As consulting firms grow, they keep expanding their search for top-tier talent. In 2020, Bain plans to bring 600 consultants on board, many of the MBAs, as well as over 200 interns, according to a recent interview with Keith Bevans, chief MBA recruiter at Bain & Company.
While consulting class sizes may be increasing, competition for these slots remains fierce. Bevans breaks down his analysis of incoming resumes into three main questions: Are you smart? Were you an impact player? And can you make it happen? Let’s look at each of these categories in more detail.
Are you smart?
Your resume needs to highlight your academic achievements clearly. Your GPA and GMAT or other test scores should be shared. If there is a blemish on your academic record, you need to find a way to highlight your academic strengths on your resume to offset any impact from a less than stellar GPA. Firms are also going to evaluate the strength of your undergraduate and graduate institutions. A firm like Bain will be looking for the most highly selective schools. However, firms will also take into consideration other factors that can play a role in school selection or GPA. Were you the first in your family to attend college? Were you a Division 1 athlete? Did you work full-time to put yourself through school? Did you receive significant merit-based scholarships? All of these data points help paint a better picture of your abilities.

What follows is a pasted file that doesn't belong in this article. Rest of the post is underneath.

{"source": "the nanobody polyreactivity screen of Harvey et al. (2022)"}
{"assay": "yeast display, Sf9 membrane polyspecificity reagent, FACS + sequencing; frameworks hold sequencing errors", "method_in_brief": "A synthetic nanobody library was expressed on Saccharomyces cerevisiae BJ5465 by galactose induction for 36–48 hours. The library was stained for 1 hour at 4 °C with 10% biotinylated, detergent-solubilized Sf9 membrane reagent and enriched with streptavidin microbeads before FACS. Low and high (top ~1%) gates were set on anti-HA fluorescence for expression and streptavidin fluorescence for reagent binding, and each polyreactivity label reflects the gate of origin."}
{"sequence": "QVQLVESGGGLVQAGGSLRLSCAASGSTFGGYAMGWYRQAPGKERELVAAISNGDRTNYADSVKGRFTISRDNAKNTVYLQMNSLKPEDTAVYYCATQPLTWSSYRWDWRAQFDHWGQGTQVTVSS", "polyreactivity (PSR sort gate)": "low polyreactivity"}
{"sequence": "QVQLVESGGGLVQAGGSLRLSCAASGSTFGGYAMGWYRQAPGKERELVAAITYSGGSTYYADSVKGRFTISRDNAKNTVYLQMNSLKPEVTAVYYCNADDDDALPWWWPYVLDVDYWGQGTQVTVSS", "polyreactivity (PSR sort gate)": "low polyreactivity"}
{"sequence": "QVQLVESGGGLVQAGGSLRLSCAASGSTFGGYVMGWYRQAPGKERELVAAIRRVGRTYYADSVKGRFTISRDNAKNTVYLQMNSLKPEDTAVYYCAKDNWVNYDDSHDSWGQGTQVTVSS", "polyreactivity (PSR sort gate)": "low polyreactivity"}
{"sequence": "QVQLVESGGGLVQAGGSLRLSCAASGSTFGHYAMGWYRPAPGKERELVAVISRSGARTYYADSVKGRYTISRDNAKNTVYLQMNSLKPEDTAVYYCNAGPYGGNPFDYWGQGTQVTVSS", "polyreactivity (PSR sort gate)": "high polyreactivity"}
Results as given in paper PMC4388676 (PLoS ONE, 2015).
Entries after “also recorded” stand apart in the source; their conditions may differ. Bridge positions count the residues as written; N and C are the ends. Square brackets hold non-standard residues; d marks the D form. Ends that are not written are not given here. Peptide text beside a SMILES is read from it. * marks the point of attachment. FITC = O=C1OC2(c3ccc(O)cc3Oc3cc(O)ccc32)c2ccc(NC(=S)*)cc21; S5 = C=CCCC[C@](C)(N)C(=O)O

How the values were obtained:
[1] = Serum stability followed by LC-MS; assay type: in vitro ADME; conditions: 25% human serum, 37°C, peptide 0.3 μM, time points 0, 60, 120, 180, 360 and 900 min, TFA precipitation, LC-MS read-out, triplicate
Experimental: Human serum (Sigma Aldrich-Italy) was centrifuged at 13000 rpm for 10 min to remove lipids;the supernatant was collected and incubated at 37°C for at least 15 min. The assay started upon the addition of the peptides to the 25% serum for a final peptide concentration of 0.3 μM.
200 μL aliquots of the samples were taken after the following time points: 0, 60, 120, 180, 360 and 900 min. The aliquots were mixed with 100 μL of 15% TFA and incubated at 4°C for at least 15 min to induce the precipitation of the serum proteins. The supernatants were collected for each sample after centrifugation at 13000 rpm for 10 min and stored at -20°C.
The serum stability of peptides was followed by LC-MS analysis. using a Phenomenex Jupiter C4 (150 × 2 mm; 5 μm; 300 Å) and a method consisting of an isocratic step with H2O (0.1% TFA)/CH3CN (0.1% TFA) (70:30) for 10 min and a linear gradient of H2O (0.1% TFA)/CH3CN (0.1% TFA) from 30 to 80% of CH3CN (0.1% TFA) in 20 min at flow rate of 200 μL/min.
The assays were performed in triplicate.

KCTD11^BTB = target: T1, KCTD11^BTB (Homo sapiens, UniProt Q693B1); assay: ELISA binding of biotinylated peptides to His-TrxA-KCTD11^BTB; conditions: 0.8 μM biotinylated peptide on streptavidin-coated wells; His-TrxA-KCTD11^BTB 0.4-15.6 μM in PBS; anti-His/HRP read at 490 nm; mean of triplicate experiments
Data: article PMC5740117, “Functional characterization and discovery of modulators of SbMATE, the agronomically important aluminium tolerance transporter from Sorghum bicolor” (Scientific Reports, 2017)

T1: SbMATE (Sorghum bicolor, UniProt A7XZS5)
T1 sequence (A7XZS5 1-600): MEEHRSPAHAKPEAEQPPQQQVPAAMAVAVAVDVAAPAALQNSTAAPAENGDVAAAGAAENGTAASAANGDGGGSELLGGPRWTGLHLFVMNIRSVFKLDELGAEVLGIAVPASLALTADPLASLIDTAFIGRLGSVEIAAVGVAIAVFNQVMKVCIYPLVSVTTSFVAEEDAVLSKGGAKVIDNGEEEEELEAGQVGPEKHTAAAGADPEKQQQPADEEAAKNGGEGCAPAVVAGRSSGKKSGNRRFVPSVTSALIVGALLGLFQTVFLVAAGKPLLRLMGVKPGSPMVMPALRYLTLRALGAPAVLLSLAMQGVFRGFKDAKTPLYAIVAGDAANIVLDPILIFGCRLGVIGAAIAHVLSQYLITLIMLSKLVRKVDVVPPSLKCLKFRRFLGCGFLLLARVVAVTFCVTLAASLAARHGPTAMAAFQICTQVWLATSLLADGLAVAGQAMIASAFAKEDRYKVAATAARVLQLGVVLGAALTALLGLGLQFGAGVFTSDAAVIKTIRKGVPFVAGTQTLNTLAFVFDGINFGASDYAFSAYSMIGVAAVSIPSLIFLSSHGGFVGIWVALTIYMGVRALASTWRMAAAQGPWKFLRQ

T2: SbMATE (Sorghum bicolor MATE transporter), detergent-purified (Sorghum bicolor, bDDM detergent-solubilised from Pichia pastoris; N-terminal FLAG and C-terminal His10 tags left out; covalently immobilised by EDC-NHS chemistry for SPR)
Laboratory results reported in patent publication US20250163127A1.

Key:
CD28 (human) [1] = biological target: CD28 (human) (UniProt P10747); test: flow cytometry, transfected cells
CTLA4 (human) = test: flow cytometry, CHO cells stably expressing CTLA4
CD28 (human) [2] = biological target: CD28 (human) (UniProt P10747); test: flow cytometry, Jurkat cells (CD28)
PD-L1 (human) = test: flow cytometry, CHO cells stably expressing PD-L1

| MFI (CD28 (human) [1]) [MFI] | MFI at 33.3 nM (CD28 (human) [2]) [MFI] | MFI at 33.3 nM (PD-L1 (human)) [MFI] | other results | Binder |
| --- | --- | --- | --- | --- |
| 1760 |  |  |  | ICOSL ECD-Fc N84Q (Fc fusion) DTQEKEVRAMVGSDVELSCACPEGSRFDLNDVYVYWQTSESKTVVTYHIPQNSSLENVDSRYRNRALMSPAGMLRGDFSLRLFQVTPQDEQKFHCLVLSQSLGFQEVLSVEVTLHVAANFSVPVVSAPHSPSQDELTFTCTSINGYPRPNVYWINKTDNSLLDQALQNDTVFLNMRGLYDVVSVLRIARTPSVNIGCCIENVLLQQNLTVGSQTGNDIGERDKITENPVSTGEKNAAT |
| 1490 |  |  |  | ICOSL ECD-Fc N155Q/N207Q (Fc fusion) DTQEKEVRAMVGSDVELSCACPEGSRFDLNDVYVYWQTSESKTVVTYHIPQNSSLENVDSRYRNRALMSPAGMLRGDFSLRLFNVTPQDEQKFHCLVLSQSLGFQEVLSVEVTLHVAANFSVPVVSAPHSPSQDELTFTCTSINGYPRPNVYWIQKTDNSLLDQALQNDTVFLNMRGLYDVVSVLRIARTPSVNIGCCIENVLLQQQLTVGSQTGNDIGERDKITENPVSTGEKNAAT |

Were you an impact player?
As opposed to other careers, where prior experience is often necessary, Bevans explains that he is not looking for prior consulting experiences with his candidates. Instead, he is looking for individuals who were able to make a difference for their departments or companies. Your descriptions of your work responsibilities and achievements are the heart of your resume. You must be able to show quantifiable evidence of your results. Being at a small firm is not a disadvantage – it is better to show how you achieved a 20% increase in sales in a smaller firm than to state that you managed a large budget, but with no data on how you performed.
Can you make it happen?
This question ties directly into your leadership potential. In addition to your work experience, you may want to include key extracurricular or volunteer experiences that allow you to highlight your skills and abilities. Look for examples of how you set stretch goals, overcame obstacles, and achieved your results. Include details of how you mentored others or contributed to a strong team environment.
Providing the answers to these three key questions will help you stand out from the crowd. Bevans states, “I think what a lot of students miss is telling me they did something and giving evidence they were good at it. That tells me you’re thinking about the results and that’s what I need for my clients.” Make sure your resume tells your full story.
By Stephanie Horn (Managing Consultant) and Matt Strickler (Senior Advisor), Consulting Career Academy at The MBA Exchange